Early pregnancy loss (EPL) is common, affecting up to 25% of pregnancies. Studies looking at the emotional consequences of miscarriage have shown that most women do well; however, some women experience clinically significant symptoms of depression and anxiety. In addition, at least one study has demonstrated that prior pregnancy loss is associated with higher levels of anxiety and depression in subsequent pregnancies. This was true regardless of the type of prior pregnancy loss (miscarriage or termination).
In a recent study, Farren and colleagues prospectively examined the type and severity of emotional symptoms women experienced after an early pregnancy loss (n = 128), as compared to women with viable ongoing pregnancies (n = 58). At one month, 28% of the women had symptoms suggestive of PTSD. At three months, even more women (38%) experienced PTSD symptoms.
At 3 months, the proportion of women with early pregnancy loss who displayed symptoms of anxiety and depression were 20% and 5%, respectively, a finding that is consistent with other studies. The new finding here is the high rates of PTSD symptoms.
Typically women who have an early pregnancy loss do not receive any specific medical or psychological follow up. The finding of high rates of PTSD suggest we have to offer more support to this group of women. This study did not look at the persistence of PTSD into subsequent pregnancies; however, my clinical impression is that women who have experienced a miscarriage continue to feel higher levels of anxiety and PTSD symptoms during subsequent pregnancies.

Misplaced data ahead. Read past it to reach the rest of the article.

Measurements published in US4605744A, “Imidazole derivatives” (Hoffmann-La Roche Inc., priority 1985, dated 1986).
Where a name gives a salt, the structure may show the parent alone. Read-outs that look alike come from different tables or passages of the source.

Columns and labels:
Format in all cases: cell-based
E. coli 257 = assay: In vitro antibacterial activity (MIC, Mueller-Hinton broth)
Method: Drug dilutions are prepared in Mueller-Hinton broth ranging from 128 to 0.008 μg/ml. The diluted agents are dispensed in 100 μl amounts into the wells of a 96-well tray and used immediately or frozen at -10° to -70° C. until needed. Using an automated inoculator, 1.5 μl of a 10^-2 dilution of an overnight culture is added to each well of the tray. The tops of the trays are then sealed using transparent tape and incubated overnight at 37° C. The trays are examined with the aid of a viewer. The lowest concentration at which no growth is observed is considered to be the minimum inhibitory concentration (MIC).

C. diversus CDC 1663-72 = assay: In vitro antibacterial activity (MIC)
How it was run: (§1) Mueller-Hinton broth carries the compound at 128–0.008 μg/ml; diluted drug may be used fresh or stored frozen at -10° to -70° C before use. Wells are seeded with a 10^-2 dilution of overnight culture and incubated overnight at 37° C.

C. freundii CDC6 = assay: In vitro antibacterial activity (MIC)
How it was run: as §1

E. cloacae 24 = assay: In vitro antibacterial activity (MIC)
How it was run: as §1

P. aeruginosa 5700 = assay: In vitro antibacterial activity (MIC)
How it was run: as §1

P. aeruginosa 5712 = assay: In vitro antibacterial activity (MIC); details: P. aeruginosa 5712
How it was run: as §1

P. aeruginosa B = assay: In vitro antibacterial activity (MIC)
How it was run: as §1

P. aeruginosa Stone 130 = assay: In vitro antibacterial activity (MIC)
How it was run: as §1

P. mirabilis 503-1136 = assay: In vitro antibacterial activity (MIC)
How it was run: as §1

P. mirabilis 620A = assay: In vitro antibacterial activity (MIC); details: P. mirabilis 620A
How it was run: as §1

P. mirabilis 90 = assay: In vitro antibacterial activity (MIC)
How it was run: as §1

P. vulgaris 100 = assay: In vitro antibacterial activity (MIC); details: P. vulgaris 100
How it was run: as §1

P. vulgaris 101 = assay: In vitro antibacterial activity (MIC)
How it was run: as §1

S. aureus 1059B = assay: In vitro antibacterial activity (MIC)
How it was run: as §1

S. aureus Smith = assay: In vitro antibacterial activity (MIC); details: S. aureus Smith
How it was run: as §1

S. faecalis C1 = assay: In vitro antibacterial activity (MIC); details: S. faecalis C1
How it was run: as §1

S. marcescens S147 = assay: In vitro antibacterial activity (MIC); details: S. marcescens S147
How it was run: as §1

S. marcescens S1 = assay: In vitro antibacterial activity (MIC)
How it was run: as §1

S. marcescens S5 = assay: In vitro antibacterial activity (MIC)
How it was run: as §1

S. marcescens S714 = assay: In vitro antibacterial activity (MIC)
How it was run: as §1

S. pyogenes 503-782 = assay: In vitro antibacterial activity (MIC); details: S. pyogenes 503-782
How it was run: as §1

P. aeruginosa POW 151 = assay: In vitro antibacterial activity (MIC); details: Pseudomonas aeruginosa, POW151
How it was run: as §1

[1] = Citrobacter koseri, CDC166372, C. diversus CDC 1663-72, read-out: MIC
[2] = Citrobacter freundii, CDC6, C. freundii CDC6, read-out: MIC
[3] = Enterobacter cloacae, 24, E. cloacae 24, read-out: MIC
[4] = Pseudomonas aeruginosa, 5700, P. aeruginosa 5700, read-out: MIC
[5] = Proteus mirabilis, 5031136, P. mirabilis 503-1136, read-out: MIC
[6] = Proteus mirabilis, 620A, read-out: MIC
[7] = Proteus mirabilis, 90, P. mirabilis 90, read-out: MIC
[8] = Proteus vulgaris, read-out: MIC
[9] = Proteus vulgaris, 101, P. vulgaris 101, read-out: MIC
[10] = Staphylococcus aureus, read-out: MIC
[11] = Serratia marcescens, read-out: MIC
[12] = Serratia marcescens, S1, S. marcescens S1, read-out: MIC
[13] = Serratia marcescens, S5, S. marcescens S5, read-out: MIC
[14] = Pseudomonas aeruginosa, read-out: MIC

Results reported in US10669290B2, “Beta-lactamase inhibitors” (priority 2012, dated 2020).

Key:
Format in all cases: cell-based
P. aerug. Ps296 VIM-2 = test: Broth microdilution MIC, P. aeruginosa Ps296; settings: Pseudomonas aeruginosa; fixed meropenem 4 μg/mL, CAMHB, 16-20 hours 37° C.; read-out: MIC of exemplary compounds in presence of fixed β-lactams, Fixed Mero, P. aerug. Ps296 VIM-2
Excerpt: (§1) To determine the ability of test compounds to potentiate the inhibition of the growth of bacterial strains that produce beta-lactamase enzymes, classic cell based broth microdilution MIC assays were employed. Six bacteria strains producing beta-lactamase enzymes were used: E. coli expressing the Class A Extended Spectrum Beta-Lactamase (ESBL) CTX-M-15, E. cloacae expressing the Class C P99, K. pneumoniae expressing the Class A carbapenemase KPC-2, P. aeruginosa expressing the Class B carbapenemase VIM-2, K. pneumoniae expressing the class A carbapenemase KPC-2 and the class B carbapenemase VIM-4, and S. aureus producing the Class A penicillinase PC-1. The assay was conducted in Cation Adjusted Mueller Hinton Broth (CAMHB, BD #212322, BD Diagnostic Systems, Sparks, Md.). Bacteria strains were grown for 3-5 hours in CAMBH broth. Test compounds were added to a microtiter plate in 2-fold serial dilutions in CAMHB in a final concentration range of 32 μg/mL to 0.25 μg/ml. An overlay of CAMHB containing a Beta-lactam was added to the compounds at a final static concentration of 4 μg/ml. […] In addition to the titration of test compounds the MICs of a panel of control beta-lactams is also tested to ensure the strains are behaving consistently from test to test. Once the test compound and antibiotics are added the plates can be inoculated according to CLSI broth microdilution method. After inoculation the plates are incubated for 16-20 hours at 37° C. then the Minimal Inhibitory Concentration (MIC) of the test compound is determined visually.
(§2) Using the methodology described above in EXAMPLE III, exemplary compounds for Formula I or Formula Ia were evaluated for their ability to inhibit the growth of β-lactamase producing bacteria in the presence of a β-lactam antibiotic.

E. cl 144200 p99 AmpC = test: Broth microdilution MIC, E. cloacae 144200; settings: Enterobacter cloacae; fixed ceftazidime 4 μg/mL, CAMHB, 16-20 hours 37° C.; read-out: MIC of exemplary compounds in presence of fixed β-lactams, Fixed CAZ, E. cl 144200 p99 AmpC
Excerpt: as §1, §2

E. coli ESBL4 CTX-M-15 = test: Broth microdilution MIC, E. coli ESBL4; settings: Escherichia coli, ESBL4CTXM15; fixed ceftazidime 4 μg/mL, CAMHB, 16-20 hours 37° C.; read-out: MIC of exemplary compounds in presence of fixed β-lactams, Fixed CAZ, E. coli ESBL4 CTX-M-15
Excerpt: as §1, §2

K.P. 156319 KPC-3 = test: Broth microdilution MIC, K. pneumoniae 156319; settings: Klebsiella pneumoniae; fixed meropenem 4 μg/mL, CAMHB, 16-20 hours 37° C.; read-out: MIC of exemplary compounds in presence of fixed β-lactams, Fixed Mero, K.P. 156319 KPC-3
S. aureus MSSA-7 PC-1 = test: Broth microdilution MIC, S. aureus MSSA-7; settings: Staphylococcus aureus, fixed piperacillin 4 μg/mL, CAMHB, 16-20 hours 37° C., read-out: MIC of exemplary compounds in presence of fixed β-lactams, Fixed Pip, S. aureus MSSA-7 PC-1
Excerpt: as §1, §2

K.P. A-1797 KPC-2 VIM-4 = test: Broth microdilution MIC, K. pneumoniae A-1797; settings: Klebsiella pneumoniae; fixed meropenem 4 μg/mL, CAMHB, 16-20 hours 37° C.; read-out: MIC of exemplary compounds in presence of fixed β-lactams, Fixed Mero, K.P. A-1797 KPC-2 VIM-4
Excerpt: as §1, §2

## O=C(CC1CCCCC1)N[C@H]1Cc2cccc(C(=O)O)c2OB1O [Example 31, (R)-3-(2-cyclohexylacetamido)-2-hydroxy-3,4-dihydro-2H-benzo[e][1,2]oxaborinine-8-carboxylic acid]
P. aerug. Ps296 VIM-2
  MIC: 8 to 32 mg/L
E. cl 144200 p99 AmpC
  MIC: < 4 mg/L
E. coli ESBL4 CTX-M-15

Obviously the emotional symptoms a women may experience after a pregnancy loss can affect her quality of life and her ability to function, but we also need to be aware of the long term effects of these experiences. Some but not all studies suggest that stress and anxiety experienced by the mother may decrease her ability to conceive. In addition, recent studies have demonstrated that women with PTSD symptoms during pregnancy have worse outcomes. In one study, infants born to mothers with PTSD had lower mean birth weights than infants born to mothers without PTSD. In addition, multiple studies have shown that women with PTSD are more likely to experience preterm birth.
The researchers conclude with these comments, “Exposure to EPL [early pregnancy loss] on a daily basis may lead clinicians to normalise the experience and overlook the possible profound psychological sequelae. The data presented are in the context of a pilot study; however, if our findings are supported by further large prospective studies, we believe that consideration should be given to screening all women who have suffered an EPL for PTSD.”
Ruta Nonacs, MD PhD
Farren J, Jalmbrant M, Ameye L, Joash K, Mitchell-Jones N, Tapp S, Timmerman D, Bourne T. Post-traumatic stress, anxiety and depression following miscarriage or ectopic pregnancy: a prospective cohort study. BMJ Open. 2016 Nov 2;6(11):10. Free Article